The last few days have made clear that monetary policy is having less and less impact as time goes along.In particular, the latest salvos from the Bank of Japan smack of desperation, as if BOJ Governor Kuroda has decided to throw everything but the kitchen sink into his grab bag of unorthodox monetary policy. Because the Bank of Japan is so far along the curve toward both secular stagnation and unorthodox policy to counteract that slowing, we should pay attention to how their experiments go. I do not expect good results.






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UK fiscal and monetary policy offset to kick in, bullish for gilts

UK fiscal and monetary policy offset to kick in, bullish for gilts






UK Chancellor Osborne has now abandoned his 2020 budget surplus target. Combine this with the dovish statements by Bank of England governor Mark Carney yesterday and you can see some serious policy changes in play to minimize the near-term downside risk. But, of course the risks to the UK are longer-term and the near-term risks are mostly elsewhere in the global economy. I continue to believe this favours safe assets i.e. government bonds.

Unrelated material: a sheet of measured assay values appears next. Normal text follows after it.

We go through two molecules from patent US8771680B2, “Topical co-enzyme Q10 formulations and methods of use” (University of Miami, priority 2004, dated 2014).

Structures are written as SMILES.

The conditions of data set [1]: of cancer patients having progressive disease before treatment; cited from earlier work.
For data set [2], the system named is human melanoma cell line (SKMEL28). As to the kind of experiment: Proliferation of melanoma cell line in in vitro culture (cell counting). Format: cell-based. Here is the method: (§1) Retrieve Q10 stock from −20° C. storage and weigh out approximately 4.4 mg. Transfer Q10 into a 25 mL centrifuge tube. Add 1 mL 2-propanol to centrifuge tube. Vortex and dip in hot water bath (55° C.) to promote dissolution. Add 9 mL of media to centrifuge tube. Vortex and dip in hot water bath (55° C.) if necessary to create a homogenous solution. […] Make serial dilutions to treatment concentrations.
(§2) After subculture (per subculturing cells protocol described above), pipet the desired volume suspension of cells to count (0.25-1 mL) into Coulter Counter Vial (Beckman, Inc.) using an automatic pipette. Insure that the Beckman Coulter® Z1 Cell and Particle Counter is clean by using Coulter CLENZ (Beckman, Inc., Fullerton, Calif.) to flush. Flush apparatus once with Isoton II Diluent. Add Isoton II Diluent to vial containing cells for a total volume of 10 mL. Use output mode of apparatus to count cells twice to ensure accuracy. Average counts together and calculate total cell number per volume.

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The new normal that never was

The new normal that never was






The extended period of low growth following the Global Crisis was denoted the ‘New Normal’ by some. This column argues that the period is still ongoing, and would be more usefully described as the ‘New Abnormal’. Far from being an equilibrium, the low growth was achieved by progressively more aggressive and unprecedented monetary policy actions, in response to a series of financial panics. Furthermore, the aftershocks of the Crisis are still colliding with a series of profound structural changes to and instabilities in the global economy.






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Bill Gross on helicopter money and Universal Basic Income

Bill Gross on helicopter money and Universal Basic Income






Technological advancement in a world of high private debt means a substitution of capital for labor without big increases in demand. It is a recipe for low or negative growth. Add in demographic challenges in many countries and you have a public policy problem that has been building and will become acute in the coming years. Below I want to say a few words about this problem, inspired by Bill Gross’ most recent investment outlook at Janus Capital.